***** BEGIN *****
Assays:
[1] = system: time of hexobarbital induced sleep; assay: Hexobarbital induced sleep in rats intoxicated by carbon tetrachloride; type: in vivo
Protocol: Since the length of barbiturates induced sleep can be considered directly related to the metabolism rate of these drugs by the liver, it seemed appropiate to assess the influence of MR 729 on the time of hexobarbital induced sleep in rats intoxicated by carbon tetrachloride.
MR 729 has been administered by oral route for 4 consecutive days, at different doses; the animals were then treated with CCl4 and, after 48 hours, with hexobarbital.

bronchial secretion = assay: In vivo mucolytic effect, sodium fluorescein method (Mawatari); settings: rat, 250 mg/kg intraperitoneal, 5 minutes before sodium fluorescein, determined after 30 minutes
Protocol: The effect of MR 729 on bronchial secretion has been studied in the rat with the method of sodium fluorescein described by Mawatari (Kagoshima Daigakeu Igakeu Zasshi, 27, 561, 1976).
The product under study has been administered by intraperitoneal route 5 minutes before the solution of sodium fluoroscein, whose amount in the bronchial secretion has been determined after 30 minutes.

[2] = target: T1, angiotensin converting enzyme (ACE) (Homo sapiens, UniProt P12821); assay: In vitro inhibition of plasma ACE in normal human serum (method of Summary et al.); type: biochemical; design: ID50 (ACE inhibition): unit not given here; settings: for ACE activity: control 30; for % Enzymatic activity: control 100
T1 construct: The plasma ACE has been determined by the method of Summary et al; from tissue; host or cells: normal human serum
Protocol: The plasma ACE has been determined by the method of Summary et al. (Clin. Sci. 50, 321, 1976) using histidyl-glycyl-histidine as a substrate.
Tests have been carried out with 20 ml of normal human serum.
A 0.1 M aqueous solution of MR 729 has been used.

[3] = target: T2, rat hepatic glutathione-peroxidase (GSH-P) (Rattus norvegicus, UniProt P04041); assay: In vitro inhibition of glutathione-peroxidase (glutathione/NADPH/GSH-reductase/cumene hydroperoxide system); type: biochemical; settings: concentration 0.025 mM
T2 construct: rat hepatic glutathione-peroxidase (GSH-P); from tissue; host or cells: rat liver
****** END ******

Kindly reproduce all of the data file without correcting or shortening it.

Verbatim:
Assays:
[1] = system: time of hexobarbital induced sleep; assay: Hexobarbital induced sleep in rats intoxicated by carbon tetrachloride; type: in vivo
Protocol: Since the length of barbiturates induced sleep can be considered directly related to the metabolism rate of these drugs by the liver, it seemed appropiate to assess the influence of MR 729 on the time of hexobarbital induced sleep in rats intoxicated by carbon tetrachloride.
MR 729 has been administered by oral route for 4 consecutive days, at different doses; the animals were then treated with CCl4 and, after 48 hours, with hexobarbital.

bronchial secretion = assay: In vivo mucolytic effect, sodium fluorescein method (Mawatari); settings: rat, 250 mg/kg intraperitoneal, 5 minutes before sodium fluorescein, determined after 30 minutes
Protocol: The effect of MR 729 on bronchial secretion has been studied in the rat with the method of sodium fluorescein described by Mawatari (Kagoshima Daigakeu Igakeu Zasshi, 27, 561, 1976).
The product under study has been administered by intraperitoneal route 5 minutes before the solution of sodium fluoroscein, whose amount in the bronchial secretion has been determined after 30 minutes.

[2] = target: T1, angiotensin converting enzyme (ACE) (Homo sapiens, UniProt P12821); assay: In vitro inhibition of plasma ACE in normal human serum (method of Summary et al.); type: biochemical; design: ID50 (ACE inhibition): unit not given here; settings: for ACE activity: control 30; for % Enzymatic activity: control 100
T1 construct: The plasma ACE has been determined by the method of Summary et al; from tissue; host or cells: normal human serum
Protocol: The plasma ACE has been determined by the method of Summary et al. (Clin. Sci. 50, 321, 1976) using histidyl-glycyl-histidine as a substrate.
Tests have been carried out with 20 ml of normal human serum.
A 0.1 M aqueous solution of MR 729 has been used.

[3] = target: T2, rat hepatic glutathione-peroxidase (GSH-P) (Rattus norvegicus, UniProt P04041); assay: In vitro inhibition of glutathione-peroxidase (glutathione/NADPH/GSH-reductase/cumene hydroperoxide system); type: biochemical; settings: concentration 0.025 mM
T2 construct: rat hepatic glutathione-peroxidase (GSH-P); from tissue; host or cells: rat liver